ABSTRACT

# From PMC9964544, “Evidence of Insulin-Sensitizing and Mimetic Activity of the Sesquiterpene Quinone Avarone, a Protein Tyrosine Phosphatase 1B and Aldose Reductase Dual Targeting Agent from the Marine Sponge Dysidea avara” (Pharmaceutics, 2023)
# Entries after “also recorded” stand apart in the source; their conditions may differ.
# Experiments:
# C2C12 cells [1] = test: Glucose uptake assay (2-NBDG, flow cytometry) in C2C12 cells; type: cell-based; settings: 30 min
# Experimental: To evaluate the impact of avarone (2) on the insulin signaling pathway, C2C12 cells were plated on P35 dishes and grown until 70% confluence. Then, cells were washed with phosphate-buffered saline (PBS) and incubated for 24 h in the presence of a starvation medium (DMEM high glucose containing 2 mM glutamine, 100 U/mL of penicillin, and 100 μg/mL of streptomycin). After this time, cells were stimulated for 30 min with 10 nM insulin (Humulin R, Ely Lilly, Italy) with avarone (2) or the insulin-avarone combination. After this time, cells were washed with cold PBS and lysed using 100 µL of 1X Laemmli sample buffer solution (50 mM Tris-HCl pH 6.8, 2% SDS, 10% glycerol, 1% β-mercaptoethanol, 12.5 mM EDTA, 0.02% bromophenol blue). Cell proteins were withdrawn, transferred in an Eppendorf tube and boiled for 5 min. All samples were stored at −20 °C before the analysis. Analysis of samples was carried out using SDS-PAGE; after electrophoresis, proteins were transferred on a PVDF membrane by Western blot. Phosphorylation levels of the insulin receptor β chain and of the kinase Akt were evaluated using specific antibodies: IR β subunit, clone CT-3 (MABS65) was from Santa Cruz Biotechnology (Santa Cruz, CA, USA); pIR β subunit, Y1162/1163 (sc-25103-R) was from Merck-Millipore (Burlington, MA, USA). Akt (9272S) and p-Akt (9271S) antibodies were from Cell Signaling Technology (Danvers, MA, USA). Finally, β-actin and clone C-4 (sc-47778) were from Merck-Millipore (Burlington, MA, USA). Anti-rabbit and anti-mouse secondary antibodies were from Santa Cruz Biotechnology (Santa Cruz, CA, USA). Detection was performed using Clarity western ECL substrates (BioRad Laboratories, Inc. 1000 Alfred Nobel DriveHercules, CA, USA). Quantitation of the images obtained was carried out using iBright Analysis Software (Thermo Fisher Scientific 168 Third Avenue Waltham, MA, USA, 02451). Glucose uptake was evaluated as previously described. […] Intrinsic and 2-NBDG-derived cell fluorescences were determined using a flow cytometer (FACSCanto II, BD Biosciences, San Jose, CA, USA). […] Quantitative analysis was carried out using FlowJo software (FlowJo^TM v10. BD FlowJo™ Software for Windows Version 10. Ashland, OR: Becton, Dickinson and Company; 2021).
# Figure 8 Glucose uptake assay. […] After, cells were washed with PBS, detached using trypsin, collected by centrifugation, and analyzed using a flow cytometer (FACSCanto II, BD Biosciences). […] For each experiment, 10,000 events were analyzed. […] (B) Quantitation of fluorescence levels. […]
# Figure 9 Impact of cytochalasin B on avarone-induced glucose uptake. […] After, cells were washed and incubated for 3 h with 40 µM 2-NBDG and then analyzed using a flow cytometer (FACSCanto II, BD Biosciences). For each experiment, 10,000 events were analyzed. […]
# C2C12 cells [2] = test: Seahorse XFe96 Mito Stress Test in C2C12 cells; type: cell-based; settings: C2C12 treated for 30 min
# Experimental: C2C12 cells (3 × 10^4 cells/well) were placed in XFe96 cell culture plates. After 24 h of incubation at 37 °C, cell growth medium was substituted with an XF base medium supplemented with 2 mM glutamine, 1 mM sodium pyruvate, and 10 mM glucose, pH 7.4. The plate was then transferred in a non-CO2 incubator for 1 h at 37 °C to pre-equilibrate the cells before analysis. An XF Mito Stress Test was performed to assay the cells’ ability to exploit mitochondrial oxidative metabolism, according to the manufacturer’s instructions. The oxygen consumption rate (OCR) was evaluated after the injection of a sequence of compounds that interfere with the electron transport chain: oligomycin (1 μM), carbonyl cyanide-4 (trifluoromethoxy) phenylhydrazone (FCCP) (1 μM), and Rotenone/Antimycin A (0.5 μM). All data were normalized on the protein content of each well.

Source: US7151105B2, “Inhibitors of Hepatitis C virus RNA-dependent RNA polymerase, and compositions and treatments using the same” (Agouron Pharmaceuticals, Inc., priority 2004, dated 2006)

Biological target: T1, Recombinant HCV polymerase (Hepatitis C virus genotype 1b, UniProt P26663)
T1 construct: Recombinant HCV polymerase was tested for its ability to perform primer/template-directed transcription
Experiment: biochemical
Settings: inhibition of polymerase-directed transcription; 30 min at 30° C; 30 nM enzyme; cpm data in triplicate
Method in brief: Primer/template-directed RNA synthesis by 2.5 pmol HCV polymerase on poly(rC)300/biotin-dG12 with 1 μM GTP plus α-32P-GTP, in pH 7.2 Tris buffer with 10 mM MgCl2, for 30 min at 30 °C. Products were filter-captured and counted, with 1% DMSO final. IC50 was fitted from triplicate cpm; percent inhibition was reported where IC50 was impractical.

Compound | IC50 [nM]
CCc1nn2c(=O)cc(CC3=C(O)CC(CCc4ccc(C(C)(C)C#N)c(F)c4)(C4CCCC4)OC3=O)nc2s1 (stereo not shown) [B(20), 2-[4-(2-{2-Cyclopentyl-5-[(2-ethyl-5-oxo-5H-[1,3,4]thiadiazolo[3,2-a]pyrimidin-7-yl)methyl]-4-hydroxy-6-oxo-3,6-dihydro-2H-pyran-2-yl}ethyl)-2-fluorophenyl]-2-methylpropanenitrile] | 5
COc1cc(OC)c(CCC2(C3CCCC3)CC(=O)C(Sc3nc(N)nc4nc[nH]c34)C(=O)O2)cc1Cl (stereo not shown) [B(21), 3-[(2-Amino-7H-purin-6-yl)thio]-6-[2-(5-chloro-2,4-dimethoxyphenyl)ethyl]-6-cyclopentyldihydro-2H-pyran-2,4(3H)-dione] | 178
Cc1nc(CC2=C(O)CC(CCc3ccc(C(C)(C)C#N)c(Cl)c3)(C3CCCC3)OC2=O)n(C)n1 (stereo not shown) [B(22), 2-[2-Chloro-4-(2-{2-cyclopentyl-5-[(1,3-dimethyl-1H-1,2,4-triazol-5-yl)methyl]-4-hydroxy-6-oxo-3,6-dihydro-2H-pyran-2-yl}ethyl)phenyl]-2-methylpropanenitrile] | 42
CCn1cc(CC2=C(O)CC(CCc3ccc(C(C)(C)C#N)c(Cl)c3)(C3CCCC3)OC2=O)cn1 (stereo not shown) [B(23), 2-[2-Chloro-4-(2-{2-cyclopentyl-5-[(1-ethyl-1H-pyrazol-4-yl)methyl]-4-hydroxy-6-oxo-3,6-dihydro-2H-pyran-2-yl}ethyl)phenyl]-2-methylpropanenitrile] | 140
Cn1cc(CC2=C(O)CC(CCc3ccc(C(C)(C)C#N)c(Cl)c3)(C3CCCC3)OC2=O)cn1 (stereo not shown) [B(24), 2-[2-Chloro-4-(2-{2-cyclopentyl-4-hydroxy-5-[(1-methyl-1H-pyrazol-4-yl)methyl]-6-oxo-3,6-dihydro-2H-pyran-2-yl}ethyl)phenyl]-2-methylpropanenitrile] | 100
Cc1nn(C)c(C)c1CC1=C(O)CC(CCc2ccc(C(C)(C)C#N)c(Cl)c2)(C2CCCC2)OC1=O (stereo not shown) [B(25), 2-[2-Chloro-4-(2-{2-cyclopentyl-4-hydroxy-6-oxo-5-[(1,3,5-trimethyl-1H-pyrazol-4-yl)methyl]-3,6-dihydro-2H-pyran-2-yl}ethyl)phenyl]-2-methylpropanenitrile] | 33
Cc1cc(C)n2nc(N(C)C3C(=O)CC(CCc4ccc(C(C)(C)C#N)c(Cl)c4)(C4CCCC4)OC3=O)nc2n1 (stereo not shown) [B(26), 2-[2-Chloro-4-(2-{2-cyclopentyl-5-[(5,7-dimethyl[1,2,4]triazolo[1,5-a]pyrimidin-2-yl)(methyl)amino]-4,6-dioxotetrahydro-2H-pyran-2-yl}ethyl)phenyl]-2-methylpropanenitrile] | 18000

The symbiosis between developing Spotted Salamanders (Ambystoma maculatum) and the unicellular alga known as Oophila amblystomatis appears to be mutualistic, with involved parties trading apparent benefits within the salamander egg capsule, but the spatiotemporal ecology of the interaction has yet to be thoroughly explored. Using newly developed primers for quantitative polymerase chain reaction (PCR), we sampled 149 salamander egg masses of various ages from six breeding ponds in northeast Alabama. We documented the presence of algal DNA within egg capsules throughout the developmental process. Regression via linear mixed model estimation showed a positive relationship between the age of egg masses and the probability of algal DNA detection and a negative trend when comparing egg-mass age and qPCR cycle quantification value. These trends indicate an increase in both the probability that a given egg will contain algal DNA and the amount of algal DNA an egg contains, if present, as age increases. We found no effects of pond, site within pond, or year of sampling in either case.

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